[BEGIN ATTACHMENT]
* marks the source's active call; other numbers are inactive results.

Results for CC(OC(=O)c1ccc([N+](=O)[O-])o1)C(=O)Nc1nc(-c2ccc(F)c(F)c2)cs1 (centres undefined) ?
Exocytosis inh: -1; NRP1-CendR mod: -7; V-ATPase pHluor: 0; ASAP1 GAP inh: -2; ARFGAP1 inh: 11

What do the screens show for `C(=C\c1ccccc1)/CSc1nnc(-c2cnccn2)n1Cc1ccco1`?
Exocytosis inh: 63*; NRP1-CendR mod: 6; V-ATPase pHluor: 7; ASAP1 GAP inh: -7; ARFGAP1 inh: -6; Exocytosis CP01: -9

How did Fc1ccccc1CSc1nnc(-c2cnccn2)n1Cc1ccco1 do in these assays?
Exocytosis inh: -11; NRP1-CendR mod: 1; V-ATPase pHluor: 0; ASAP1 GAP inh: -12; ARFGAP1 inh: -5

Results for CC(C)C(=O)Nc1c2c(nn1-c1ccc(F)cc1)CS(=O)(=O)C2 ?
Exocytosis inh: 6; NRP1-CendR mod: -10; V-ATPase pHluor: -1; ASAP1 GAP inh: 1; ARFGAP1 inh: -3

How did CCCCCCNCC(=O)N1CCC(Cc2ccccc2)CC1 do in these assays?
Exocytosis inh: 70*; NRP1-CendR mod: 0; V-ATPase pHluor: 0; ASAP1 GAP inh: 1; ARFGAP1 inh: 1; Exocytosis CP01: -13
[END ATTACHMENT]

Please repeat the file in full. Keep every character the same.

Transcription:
* marks the source's active call; other numbers are inactive results.

Results for CC(OC(=O)c1ccc([N+](=O)[O-])o1)C(=O)Nc1nc(-c2ccc(F)c(F)c2)cs1 (centres undefined) ?
Exocytosis inh: -1; NRP1-CendR mod: -7; V-ATPase pHluor: 0; ASAP1 GAP inh: -2; ARFGAP1 inh: 11

What do the screens show for `C(=C\c1ccccc1)/CSc1nnc(-c2cnccn2)n1Cc1ccco1`?
Exocytosis inh: 63*; NRP1-CendR mod: 6; V-ATPase pHluor: 7; ASAP1 GAP inh: -7; ARFGAP1 inh: -6; Exocytosis CP01: -9

How did Fc1ccccc1CSc1nnc(-c2cnccn2)n1Cc1ccco1 do in these assays?
Exocytosis inh: -11; NRP1-CendR mod: 1; V-ATPase pHluor: 0; ASAP1 GAP inh: -12; ARFGAP1 inh: -5

Results for CC(C)C(=O)Nc1c2c(nn1-c1ccc(F)cc1)CS(=O)(=O)C2 ?
Exocytosis inh: 6; NRP1-CendR mod: -10; V-ATPase pHluor: -1; ASAP1 GAP inh: 1; ARFGAP1 inh: -3

How did CCCCCCNCC(=O)N1CCC(Cc2ccccc2)CC1 do in these assays?
Exocytosis inh: 70*; NRP1-CendR mod: 0; V-ATPase pHluor: 0; ASAP1 GAP inh: 1; ARFGAP1 inh: 1; Exocytosis CP01: -13